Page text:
Every era, seemingly, has its project(s). It's not a unified, directed thing — though as tonight's BarrSheaDahl event, or certain pivotal group shows described in the Tomkins book, for example, demonstrates, sometimes you do have these moments of dedicated convergence. It's more like this sort of self-sustaining ecosystem operating within, either in harmony with or in opposition to or a mixture of both, the larger struggle and grind of this insane and wonderful place. Tonight these moments, these movements criss-crossed, overlapped, cross-pollinated — and not just in my mind; indeed, the poet and consummate scenester Steve Dalachinsky, in the words of Steve Smith, "as consistent an indicator of a high-quality concert experience as any I have found during 20 years of concertgoing in New York," could be seen digging the sounds of Braufman's band and then a few hours later walking around the BarrSheaDahl happening wide-eyed and giddy, as we all were.

Two New Yorks, two generations, two worlds converging. Or maybe they were one and the same.

Wednesday, July 18, 2018

Perennial quest: On new doc 'Death by Metal' and Chuck Schuldiner's peerless metal evolution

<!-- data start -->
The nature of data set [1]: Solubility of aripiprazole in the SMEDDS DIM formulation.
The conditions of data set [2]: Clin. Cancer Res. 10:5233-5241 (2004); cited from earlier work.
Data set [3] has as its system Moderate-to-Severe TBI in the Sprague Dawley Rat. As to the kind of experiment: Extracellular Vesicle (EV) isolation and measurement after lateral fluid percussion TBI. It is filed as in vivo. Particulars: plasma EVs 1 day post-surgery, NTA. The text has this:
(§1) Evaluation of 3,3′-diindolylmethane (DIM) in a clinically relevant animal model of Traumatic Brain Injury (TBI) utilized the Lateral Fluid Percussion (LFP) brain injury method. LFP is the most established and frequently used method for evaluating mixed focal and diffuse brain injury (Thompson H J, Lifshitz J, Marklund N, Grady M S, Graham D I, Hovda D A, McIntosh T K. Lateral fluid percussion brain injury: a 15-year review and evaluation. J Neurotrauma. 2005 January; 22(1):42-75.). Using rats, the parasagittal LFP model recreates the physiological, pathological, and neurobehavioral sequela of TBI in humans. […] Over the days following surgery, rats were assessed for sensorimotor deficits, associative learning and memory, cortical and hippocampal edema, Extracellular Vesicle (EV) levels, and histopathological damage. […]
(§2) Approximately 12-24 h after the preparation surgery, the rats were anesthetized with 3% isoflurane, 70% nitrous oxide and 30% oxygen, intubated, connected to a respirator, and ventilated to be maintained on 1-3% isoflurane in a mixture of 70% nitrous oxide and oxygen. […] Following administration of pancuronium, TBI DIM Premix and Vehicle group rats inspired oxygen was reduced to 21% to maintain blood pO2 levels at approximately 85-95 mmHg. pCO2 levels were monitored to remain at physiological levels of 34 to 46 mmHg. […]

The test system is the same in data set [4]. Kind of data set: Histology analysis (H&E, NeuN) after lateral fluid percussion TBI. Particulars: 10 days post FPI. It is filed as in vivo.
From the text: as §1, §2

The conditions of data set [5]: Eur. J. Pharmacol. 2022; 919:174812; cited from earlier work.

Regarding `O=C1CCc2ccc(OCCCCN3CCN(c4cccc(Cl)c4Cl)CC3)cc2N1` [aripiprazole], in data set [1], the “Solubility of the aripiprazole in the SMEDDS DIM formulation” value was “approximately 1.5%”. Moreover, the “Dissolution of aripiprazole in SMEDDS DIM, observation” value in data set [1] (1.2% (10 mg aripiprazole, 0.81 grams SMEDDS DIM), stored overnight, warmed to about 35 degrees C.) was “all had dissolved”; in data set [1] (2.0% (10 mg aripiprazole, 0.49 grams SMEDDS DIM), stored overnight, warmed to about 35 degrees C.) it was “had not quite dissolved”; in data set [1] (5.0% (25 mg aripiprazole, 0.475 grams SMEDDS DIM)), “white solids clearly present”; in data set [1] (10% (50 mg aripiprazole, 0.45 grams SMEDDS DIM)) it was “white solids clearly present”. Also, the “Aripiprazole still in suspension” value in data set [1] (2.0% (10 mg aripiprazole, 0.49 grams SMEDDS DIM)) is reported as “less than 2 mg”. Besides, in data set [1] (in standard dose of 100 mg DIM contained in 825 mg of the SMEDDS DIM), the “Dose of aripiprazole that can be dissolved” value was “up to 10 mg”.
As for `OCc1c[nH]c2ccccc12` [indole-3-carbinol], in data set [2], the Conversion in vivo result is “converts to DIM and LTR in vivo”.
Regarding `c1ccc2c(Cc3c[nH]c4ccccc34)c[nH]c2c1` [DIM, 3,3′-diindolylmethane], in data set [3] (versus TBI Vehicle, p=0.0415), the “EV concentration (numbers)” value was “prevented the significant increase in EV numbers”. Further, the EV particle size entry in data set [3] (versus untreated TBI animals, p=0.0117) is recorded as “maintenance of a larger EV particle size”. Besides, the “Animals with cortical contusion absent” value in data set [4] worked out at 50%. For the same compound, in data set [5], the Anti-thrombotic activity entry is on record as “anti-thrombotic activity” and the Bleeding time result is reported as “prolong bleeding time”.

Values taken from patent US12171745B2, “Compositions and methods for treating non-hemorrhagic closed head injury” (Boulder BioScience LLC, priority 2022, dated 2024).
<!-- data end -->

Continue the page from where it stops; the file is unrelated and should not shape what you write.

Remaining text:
Toward the end of Death by Metal — a new documentary on the life and work of Chuck Schuldiner, the mastermind behind the band Death — Schuldiner lays out pretty clearly, via two brief snippets from archival interviews, the conundrum that defined his career:

"[Death is] a pretty brutal name, definitely. At the time, I wanted something extreme, brutal, shocking to go along with the music. Now, I would probably call it something different, but it's kind of stuck with us."

"I think the name definitely hinders the band to a certain point but at the same time, people really dig it, and hopefully they just take it as a name describing the sound that we started with."

One of the things that made this doc so fascinating for me, beyond the fact that it offers a window into the mind of a man I consider to be one of the greatest auteurs metal has ever seen, is how well it demonstrated the sobering reality that whatever your medium might be, even an art form as esoteric as death metal, if you're making a career out of it, you still have to navigate the pressures and demands of the marketplace — not to mention the constraints of genre — on a constant basis.